How to Comfort a Grieving Neighbor
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Posted By: Adina Bailey and Karen Whetzel, on Oct 13, 2017

How to Comfort a Grieving Neighbor
 

Last week, a friend was visiting and she said in passing that her neighbor's husband had recently died.

I mentioned to my friend, Karen, that as neighbors we can have a significant role in the lives of our grieving neighbors because we can see them in the yard and easily check in with them just as a result of our homes being close to one another. This casual, but meaningful, contact after a loss can be more difficult for friends and family who may live a few miles away or even further in many cases. Karen nodded as I spoke.

I remember how hard it was to be in Virginia when my dad died and the helpless feeling I had when my mom (a few hours away) had a practical need. I am grateful for the way that my mom's neighbors watched out for her and I want to do the same for my own neighbors.

As is typical with my friends, Karen was already 10 steps ahead of me. She was aware that in a few weeks, people would go back to normal life and her neighbor would be faced with a deeper sense of loss. Then, she told me about the Comfort Basket she had already made for her neighbor, but was saving for just the right time - a few weeks out from her loss.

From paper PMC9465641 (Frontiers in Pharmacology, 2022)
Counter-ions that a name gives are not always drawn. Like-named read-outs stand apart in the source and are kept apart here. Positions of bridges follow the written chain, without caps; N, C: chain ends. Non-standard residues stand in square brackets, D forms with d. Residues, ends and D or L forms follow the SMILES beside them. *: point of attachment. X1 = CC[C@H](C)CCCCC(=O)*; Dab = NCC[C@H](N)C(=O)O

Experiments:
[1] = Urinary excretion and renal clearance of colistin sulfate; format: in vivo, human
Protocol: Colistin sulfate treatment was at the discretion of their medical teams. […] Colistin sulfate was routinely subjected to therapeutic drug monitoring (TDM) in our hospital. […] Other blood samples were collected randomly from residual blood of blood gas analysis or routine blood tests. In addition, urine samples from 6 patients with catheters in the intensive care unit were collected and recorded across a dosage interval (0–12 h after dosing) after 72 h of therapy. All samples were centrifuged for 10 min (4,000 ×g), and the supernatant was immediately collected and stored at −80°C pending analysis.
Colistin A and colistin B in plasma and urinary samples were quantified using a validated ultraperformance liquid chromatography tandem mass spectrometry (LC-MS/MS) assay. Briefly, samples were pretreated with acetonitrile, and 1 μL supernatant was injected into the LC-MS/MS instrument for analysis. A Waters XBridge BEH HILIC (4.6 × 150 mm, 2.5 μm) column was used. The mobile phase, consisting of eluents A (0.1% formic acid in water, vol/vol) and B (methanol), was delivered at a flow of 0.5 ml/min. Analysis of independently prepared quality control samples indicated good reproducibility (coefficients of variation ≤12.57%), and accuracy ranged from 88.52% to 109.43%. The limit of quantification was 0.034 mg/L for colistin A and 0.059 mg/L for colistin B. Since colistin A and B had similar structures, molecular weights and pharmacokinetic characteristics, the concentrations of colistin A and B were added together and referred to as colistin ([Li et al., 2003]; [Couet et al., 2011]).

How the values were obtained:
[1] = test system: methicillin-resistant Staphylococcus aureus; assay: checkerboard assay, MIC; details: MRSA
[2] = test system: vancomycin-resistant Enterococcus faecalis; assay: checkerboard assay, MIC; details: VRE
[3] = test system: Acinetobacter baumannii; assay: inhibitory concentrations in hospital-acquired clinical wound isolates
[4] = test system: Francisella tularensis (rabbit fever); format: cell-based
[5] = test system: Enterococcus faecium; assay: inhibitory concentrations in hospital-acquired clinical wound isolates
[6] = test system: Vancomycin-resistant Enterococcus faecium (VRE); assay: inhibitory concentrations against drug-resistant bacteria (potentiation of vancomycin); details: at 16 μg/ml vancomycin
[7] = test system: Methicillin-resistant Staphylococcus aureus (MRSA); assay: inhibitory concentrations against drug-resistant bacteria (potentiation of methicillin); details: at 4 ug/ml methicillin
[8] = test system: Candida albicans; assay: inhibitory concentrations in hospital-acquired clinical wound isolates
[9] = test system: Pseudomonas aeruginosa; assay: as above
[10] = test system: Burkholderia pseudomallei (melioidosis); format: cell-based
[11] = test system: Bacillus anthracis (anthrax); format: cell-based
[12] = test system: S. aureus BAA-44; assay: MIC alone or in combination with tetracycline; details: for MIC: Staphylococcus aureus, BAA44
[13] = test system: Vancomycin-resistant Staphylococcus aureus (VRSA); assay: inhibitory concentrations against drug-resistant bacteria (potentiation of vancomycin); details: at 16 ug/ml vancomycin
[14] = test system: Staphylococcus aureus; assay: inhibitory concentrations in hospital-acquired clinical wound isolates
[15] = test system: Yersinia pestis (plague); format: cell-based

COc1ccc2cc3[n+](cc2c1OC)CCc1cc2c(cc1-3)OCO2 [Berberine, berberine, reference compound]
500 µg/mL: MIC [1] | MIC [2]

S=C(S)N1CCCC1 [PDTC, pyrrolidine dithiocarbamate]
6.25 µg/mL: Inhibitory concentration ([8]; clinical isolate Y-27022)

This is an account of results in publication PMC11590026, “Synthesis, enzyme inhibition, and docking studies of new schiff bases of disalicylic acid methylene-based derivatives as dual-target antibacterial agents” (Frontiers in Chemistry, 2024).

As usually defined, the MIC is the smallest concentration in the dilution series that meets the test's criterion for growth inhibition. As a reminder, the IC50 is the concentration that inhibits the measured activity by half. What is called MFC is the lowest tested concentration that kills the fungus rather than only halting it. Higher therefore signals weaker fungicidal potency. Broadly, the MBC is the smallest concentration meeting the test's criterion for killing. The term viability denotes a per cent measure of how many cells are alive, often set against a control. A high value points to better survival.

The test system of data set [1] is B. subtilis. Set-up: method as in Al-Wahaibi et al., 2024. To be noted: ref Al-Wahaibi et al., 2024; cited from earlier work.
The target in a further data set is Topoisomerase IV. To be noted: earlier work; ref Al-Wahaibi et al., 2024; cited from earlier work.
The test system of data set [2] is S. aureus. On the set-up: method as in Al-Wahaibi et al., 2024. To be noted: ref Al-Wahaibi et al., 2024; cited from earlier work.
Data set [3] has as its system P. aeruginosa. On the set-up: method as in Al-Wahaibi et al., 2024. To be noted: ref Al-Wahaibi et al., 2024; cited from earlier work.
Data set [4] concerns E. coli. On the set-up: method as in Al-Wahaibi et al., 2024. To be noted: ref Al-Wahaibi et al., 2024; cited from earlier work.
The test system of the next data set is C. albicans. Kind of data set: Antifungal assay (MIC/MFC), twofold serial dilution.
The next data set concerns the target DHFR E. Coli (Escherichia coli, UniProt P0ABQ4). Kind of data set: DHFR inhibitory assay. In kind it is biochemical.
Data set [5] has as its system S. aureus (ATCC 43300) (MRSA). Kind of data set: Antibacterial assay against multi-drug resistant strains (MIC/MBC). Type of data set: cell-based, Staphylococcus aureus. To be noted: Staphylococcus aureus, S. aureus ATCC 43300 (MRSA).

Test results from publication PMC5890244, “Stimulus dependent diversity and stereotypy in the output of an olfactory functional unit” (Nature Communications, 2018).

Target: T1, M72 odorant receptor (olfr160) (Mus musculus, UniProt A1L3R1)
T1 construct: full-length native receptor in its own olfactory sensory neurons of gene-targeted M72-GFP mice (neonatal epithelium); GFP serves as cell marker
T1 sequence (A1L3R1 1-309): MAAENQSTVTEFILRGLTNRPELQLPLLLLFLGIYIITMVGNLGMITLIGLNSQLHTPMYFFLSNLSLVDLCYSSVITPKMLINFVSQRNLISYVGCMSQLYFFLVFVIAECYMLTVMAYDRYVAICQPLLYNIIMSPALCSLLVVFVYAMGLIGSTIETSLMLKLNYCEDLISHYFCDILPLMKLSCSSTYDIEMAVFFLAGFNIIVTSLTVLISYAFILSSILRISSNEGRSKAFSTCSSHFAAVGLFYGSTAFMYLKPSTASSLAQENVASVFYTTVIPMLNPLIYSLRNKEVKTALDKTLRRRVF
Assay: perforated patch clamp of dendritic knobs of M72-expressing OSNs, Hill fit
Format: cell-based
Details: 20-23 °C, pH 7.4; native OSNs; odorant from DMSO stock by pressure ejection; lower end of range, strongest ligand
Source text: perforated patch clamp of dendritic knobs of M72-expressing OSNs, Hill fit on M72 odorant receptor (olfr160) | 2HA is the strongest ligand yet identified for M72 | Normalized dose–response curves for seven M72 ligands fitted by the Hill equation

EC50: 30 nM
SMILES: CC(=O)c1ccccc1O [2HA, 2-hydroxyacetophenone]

Karen sent me this lovely description of the Comfort Basket and even sent me a photo. This is what she said:

After a month, friends and relatives have returned to their jobs and routines and you are left sitting in the quiet house alone. Then, there is a knock on the door. It is your neighbor from across the street bearing a warm smile and a beautiful basket. After expressing her heartfelt condolences, you invite her in and discover that she has brought you a Comfort Basket.

She said the purpose of the basket and it contents is to give you comfort in the days ahead. Like a child opening a gift on Christmas morning, you peel back the fabric layers of the fleece throw to find colorful treasures: cans of hearty soup, jam filled cookies, Colombian coffee, and a bright blue mug filled with chocolate candies.

The neighbor drapes the amethyst and charcoal woven throw around your shoulders, gives you a hug and says, "I wanted to bring you warmth, comfort, love, and cheer. May I heat up some soup for us to share as we sit together and reminisce about your husband and share funny stories about our times at the neighborhood picnics and holiday gatherings?"

How to Comfort a Grieving Neighbor

I love thinking of the Comfort Basket from the perspective of the recipient. Many thanks to Karen for not only sharing her Comfort Basket idea, but reminding us of how a simple gesture can be such a meaningful and loving gift to our neighbors.

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